Robots vs. Hands On

Horizon Organic purchases Chuck’s milk and he was concerned there might be negative response to robotics in organic but the company encouraged him to proceed and has been interested in his progress. Chuck was asked by an organic farmer at a recent field day at Willow Creek, “doesn’t he find that the elimination of the constant touching of the animals at milking time effect his abilities to identify a cow who may have a health issue beginning?” Chuck replied that with the daily reports the robot prepares, he has even better tools for diagnosing herd and individual cow health. Some of the measurements that Chuck can check at the monitor in the barn office next to the robots or at another screen in his house:

  • Conductivity of each quarter to measure SCC.
  • Body temperature.
  • Whether milk contains blood, if it does it is automatically diverted to a container.
  • All teats have the first ounce of milk discarded.
  • Milk production.
  • Number of times and when each cow enters the machine.
  • Body weight, (useful when tracking ration changes)
  • The gates where the cows go after milking can also be changed from either of the monitors.

Each cow wears a transponder on her collar. The unit tracks and stores all information on a computer. With this information Chuck can tell if a cow is beginning a stressful time if her production drops, or her temperature changes, or her times visiting the unit varies.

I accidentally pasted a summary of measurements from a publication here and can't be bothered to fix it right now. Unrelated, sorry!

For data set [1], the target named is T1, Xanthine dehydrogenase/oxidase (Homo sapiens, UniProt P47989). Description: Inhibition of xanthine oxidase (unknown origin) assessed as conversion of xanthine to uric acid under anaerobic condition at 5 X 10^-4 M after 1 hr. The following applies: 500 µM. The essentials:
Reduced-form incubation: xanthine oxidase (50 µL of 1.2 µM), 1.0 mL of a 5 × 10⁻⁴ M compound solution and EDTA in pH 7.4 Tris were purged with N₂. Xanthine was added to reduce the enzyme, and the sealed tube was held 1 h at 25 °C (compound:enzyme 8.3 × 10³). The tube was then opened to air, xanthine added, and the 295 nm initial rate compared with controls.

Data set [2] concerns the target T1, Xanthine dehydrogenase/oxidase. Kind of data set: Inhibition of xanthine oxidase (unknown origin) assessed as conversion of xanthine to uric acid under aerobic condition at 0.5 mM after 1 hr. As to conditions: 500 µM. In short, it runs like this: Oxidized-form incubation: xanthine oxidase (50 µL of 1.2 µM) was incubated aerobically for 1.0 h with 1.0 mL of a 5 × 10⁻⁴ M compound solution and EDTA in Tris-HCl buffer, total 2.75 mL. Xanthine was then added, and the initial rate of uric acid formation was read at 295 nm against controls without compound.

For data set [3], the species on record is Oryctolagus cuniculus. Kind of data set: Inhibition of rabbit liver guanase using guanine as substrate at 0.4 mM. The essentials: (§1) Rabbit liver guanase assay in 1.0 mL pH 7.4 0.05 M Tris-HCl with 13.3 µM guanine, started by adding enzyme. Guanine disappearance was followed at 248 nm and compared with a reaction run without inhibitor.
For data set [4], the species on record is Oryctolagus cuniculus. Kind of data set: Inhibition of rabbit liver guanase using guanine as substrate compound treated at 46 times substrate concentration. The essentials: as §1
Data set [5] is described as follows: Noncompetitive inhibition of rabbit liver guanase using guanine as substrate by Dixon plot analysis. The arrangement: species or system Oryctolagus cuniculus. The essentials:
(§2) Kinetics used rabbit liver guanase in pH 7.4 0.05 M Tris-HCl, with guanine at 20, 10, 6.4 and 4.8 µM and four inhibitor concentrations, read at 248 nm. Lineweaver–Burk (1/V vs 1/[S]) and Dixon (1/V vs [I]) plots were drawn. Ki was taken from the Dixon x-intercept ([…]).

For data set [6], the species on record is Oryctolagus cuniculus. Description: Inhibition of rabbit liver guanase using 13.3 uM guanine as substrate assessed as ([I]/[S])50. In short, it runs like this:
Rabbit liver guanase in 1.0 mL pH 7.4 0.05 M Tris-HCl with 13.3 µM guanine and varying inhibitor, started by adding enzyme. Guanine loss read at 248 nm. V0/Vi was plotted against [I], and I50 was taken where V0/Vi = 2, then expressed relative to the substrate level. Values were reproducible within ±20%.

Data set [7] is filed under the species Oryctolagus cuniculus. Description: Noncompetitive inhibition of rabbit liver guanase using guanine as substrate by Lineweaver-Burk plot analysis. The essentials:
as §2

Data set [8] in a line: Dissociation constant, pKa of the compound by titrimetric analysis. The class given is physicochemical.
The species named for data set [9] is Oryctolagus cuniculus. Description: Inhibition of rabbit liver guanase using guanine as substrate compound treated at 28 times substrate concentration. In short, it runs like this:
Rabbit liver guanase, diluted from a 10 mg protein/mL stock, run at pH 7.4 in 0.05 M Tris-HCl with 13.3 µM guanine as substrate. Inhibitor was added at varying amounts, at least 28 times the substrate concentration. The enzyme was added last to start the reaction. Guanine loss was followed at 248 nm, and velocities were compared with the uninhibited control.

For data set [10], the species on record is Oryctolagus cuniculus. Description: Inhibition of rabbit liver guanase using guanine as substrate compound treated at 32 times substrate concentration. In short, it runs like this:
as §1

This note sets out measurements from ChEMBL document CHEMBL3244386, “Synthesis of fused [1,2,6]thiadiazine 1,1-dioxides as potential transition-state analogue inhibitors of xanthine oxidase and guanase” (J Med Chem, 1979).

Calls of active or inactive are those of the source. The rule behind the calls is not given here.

Robots and Grazing

Chuck was asked how the units affected his cows grazing, “I feel that my cows get as much from grazing as they did before the robots. I have always allowed them to come back to the barn if they want to. If I am not providing them better forage in the pasture than what I have in the barn, they come back. This is how I communicate with my cows, I watch them and they tell me how I am doing. I know some folks in the Netherlands are feeding only grass and are using it as an incentive to go through the robot. There are many ways to do this and if you want to graze it will work if you make up your mind to do it. Just like anything else, you will only get out of it what you put into it.” Dry Matter (DM) from grazing has been the same since before he started using the robots; 90% DM in early spring, 30% during the hottest months when cows only go out at night and then 50% during the late summer and fall.

When the cows come back to the barn from pasture they are prevented from going back by one-way gates, the only way out is through the robots. When the cow enters the robot, the computer will determine if they are in need of being milked, if they are, it will give them a portion of their grain and milk them. If the cow doesn’t need milking she will get no grain and they will be released to the laneway. They continue through a one way gate to the pasture. From there Chuck uses manual gates to direct them to one of five different grazing systems on his farm. The furthest pasture is about a half mile away. Cows returning from pastures can be affected by the condition of the laneway and the number of turns the cows have to make. Chuck realizes that closer pastures work best for a robotic system. He described the ideal situation would have the milking barn centered in the pasture system with a long driveway for the milk truck to reach it.

Supplementing the Pasture